In the European countries, a longbow was mainly viewed as any bow with a length of more than one meter.

In the London countries, they described a longbow as any bow with a length of averagely of 1.6 meters as they gave it a range of 1.5 to 1.8 meters.

Many historians, Mary Rose, Jim Bradbury, and Richard Bartelot, came on board to give the average estimated length of a longbow as 1.8 meters in length.

The various longbows have varying draw weights.

The historians, as mentioned above, contributed greatly to the issue of draw weights and lengths.

There is an estimated draw weight for the longbow of an average weight of 90 pounds to 110 pounds, which, when converted, brings about 400 newtons to about 500 newtons.

The various draw weights also have their estimated draw lengths, as most estimates showed a varying length of 76 centimeters.

There’re also extreme estimates in terms of the bow’s draw weight of up to 700 newtons with an average draw length of 76 centimeters.

Today’s technology has modernized the longbow and provided a fixed draw weight of a maximum of 270 newtons and a minimum weight of as low as 200 newtons.

The came case with the draw length is also a fixed length of as low as 71 centimeters.

The feature mentioned above was made possible as many archers and hunters couldn’t hold a maximum weight of up to 500 newtons and a draw length of 76 centimeters.

Many archers and hunters can now comfortably use the longbow for their various needs.

For anyone to be an expert, they have to pass through several training pieces that will aid their proficiency.

The training pieces entail laying one’s body in the bow but not drawing the strengths of the arms in that case, which mostly happens with most nations.

Using arm strengths can be risky and tedious, making the practice or training last for a very short time.

There cannot be a perfect shot without the training mentioned earlier of laying one’s body into the bow and not using arm strengths.

Laying one’s body into the bow generally means keeping one hand, especially the right hand, at rest while pressing the bow’s weight with all their body weight for there to be a shooting effect.

As mentioned earlier, the feature brings about bending of the bow letting off the arrows for intended shooting.

The longbow is very firm as a very strong material is used to construct it.

Many people argue that they have no idea about the material used to construct the bow.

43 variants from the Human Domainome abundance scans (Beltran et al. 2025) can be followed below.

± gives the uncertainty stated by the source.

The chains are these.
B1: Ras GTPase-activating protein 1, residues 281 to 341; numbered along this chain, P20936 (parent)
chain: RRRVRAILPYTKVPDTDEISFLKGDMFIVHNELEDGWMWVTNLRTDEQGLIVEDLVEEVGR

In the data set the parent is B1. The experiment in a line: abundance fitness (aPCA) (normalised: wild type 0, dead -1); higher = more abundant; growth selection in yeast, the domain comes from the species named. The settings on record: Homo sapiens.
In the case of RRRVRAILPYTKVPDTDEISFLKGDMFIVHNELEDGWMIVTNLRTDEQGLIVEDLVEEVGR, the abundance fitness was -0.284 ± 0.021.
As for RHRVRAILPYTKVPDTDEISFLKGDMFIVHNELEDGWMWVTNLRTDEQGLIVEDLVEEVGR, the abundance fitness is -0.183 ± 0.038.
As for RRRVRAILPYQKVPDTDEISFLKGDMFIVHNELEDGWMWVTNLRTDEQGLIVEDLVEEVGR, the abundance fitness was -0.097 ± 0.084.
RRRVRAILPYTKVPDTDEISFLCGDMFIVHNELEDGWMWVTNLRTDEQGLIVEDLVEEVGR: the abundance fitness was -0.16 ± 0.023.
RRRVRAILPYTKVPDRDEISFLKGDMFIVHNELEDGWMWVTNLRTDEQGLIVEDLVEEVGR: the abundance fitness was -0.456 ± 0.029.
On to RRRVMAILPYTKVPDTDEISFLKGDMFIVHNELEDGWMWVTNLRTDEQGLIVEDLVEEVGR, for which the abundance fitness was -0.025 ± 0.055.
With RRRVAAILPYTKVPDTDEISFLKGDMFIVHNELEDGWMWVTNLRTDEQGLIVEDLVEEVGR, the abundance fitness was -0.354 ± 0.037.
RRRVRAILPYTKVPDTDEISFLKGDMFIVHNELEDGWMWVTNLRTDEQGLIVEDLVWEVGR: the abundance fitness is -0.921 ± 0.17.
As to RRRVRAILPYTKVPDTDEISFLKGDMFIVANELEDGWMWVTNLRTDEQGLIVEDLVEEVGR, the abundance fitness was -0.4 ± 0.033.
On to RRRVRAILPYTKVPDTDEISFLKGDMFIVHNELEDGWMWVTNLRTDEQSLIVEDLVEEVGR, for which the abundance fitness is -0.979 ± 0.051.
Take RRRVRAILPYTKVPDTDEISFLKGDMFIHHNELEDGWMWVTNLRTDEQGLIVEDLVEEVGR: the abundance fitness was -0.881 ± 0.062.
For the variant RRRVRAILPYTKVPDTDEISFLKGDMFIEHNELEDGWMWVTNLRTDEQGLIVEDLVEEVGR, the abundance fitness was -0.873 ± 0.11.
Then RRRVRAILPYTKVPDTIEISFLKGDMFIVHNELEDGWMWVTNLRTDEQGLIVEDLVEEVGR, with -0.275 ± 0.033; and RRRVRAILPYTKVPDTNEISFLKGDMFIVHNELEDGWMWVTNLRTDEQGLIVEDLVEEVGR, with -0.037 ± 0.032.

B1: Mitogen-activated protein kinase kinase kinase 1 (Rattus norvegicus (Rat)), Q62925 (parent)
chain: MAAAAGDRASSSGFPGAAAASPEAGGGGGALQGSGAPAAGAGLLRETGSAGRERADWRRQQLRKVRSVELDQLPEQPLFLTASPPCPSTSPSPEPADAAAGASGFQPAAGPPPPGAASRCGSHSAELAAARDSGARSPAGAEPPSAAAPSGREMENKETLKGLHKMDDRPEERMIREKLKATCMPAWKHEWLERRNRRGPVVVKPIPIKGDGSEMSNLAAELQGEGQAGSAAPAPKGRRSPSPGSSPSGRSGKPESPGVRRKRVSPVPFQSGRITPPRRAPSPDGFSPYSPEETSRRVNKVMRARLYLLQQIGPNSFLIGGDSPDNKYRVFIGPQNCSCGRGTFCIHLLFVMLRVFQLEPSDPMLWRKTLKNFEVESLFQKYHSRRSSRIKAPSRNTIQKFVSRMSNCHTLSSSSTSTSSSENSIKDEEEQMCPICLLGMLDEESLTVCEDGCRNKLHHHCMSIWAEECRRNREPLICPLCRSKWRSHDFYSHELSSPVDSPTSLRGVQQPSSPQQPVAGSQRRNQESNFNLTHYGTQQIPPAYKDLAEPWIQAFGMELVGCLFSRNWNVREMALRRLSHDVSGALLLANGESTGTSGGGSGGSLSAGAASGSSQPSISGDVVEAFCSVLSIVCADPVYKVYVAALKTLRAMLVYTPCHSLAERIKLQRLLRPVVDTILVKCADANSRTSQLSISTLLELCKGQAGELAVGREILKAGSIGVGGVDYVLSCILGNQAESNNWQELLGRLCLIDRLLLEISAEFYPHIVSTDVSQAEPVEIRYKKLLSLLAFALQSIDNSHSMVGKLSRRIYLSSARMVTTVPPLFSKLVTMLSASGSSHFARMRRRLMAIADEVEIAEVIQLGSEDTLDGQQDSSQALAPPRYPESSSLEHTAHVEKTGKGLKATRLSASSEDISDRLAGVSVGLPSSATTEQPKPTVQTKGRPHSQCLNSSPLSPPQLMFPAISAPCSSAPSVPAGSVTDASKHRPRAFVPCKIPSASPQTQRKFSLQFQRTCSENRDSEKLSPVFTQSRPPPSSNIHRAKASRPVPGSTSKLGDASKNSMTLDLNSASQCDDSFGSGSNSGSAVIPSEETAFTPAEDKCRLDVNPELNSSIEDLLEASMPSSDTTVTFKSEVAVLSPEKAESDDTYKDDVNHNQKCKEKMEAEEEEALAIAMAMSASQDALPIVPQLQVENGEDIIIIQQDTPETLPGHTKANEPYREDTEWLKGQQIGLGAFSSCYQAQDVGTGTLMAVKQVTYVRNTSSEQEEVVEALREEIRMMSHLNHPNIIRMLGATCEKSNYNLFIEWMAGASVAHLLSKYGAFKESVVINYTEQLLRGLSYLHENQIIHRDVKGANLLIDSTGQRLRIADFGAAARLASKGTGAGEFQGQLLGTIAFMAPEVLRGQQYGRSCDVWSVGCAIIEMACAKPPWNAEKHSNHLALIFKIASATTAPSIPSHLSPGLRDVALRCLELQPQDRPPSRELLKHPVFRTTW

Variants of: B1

There have been many materials for discussion, like the horn, yew, elm, and even ash.

Well, most longbows are constructed using the yew, a coniferous tree wood.

The yew has been regularly confused with elm as a good number also argue longbows are made of elm rather than yew.

Yew takes years to dry to be made into a good shape to be used for longbows.

On the other hand, elm doesn’t require many processes for it to be used for construction, and this feature makes it more preferred than yew.

It’s a very strong material that lasts years without any defect or any malfunction.

The perfect shape for a longbow is a D-shape for better and more efficient shooting.

For faster results and the need to avoid time wastage, this bow can be designed into its perfect shape when the wood is wet as there will be quick-drying for a thin layer compared to when it’s whole.

The surface of the bow is mainly applied with wax or even resin, which are water-resistant.

This feature makes the longbow long-lasting.

Longbow Advantages

  • They’re beginner-friendly for all genders
  • They facilitate an easier release of the arrow
  • They enable stealthy shots
  • They tend to favor tall archers for better results

Longbow Disadvantages

  • They tend to have less arrow speed compared to other bows
  • It’s sometimes complicated to make bow adjustments
  • They tend to be less mobile
  • They tend to cause hand-shock, which is very hazardous

4. Crossbow

The crossbow is quite different from other bows.

It’s operated by a very special kind of people referred to as crossbowmen or arbalists.

It has a major similarity with the gun.

Many people confuse this bow with a gun and end up buying the other bow types, leaving out this one.

This is an original bow like the others with various modifications for better results.